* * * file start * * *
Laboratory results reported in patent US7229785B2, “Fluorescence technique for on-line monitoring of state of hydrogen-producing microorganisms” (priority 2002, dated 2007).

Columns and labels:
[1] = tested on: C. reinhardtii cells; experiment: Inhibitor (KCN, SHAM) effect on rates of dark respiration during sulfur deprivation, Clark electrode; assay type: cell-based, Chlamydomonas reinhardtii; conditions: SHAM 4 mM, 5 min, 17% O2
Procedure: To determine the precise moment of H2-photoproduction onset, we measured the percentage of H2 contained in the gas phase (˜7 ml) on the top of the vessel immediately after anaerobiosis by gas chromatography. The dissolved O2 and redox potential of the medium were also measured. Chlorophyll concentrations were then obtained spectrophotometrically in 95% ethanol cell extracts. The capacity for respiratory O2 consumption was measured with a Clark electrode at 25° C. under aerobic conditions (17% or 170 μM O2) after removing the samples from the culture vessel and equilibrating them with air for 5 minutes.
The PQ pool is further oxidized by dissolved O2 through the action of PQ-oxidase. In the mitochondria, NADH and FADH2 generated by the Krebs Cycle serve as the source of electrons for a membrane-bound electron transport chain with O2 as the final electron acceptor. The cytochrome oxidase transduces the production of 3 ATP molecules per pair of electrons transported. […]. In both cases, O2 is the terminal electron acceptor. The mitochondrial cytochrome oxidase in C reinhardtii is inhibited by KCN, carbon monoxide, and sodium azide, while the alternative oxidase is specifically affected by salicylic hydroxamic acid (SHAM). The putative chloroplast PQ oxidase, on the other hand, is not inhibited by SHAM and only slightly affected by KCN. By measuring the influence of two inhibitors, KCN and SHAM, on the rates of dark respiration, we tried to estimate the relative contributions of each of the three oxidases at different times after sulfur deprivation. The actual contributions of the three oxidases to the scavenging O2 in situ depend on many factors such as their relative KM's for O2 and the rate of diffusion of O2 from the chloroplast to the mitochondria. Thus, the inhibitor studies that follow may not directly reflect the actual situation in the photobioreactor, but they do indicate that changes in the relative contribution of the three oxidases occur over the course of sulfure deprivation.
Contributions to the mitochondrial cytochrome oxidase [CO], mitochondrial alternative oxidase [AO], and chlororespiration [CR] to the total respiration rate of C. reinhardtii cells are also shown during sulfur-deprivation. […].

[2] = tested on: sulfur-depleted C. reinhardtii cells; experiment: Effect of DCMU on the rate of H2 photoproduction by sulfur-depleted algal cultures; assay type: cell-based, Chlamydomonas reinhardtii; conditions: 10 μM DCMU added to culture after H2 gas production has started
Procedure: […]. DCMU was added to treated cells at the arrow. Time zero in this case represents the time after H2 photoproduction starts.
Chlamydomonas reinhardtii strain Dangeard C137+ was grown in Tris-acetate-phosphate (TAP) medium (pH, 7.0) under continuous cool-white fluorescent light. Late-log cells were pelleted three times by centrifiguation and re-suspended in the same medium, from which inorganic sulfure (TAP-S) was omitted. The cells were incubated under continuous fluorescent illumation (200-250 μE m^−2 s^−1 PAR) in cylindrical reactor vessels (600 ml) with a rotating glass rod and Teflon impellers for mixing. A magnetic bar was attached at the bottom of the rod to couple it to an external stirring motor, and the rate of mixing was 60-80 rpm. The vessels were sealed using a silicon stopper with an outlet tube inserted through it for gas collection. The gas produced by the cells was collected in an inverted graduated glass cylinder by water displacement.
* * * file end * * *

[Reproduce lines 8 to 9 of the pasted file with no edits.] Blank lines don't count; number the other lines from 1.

Procedure: […]. DCMU was added to treated cells at the arrow. Time zero in this case represents the time after H2 photoproduction starts.
Chlamydomonas reinhardtii strain Dangeard C137+ was grown in Tris-acetate-phosphate (TAP) medium (pH, 7.0) under continuous cool-white fluorescent light. Late-log cells were pelleted three times by centrifiguation and re-suspended in the same medium, from which inorganic sulfure (TAP-S) was omitted. The cells were incubated under continuous fluorescent illumation (200-250 μE m^−2 s^−1 PAR) in cylindrical reactor vessels (600 ml) with a rotating glass rod and Teflon impellers for mixing. A magnetic bar was attached at the bottom of the rod to couple it to an external stirring motor, and the rate of mixing was 60-80 rpm. The vessels were sealed using a silicon stopper with an outlet tube inserted through it for gas collection. The gas produced by the cells was collected in an inverted graduated glass cylinder by water displacement.